Ah, I have seen this film used in a study of leadership by Freek (yes, that is his real name) Vermeulen, Associate Professor of Strategy and Entrepreneurship at London Business School (firstname.lastname@example.org).
Twelve O’Clock High, the classic 1949 film about an American bomber squadron based in England during the Second World War, is nominally a war film but really one about leadership.
The background is military – most of the cast wear military uniforms, they fly military planes and they live on a military base – but the action is in their heads as a new man takes over a failing team, turns it around and then faces a breakdown himself.
Dating from when it does, there is little blood and gore shown on screen and as a result the film has a “U” certificate. It is however by no means all pleasant viewing, with a gruesome early scene involving a severed arm where verbal descriptions do far more in bringing out the horrors of war than a special effects bonanza would have.
Poignancy is added by the extensive use of real footage from air combat during the war for the film’s own bombing mission scenes. The planes crashing down towards the ground, the people desperately bailing out – they are all real. It is not special effects or stunt men risking their lives; it was real people, in several cases almost certainly heading towards deaths a few seconds after the footage of them in the film cuts away. (The use of real footage also means that if you are a real airplane expert, you can spot a few planes being the wrong model or type in some scenes.)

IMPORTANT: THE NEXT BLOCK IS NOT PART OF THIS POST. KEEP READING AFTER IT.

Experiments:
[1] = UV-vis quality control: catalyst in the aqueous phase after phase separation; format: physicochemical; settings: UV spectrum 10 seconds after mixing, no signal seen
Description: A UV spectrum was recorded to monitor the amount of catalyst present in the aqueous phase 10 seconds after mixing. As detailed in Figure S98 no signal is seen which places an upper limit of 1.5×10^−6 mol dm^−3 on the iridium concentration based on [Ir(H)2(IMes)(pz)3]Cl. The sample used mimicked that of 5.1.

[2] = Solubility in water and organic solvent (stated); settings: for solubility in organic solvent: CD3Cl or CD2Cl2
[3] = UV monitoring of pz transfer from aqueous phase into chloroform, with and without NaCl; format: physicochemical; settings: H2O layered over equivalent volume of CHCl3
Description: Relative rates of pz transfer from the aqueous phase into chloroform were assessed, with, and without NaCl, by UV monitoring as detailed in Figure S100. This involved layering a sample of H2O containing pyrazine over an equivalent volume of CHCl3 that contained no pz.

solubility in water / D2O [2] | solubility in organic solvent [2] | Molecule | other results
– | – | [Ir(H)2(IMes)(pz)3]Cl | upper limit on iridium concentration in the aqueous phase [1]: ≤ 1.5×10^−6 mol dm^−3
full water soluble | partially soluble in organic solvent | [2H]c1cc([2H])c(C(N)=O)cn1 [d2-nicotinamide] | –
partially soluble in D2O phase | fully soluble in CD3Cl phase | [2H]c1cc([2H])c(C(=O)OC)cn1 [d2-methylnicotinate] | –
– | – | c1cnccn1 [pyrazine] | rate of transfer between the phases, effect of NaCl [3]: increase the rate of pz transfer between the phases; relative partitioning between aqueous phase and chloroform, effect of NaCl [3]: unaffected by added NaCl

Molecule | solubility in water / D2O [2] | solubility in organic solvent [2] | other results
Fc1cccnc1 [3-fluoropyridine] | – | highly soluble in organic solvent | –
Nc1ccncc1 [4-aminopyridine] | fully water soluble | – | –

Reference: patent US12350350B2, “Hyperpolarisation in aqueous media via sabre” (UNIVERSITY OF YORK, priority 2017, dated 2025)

But as I said, the film is really about leadership, with several scenes in particular being almost perfect for use in a training program. To what extent do people make their own luck? Is a run of bad luck a reason to sack someone? Is it good to stand by someone who has made mistakes or will the rest of the team expect and deserve a change of personnel? How do you give a failing team pride in its job? And so on.
In all this there are plenty of parallels with the actual leadership style and experience in the Second World War of controversial American airman Curtis Le May. Even if those parallels and the leadership lessons leave you uninterested, you can still sit back and enjoy a well-written and well-told story.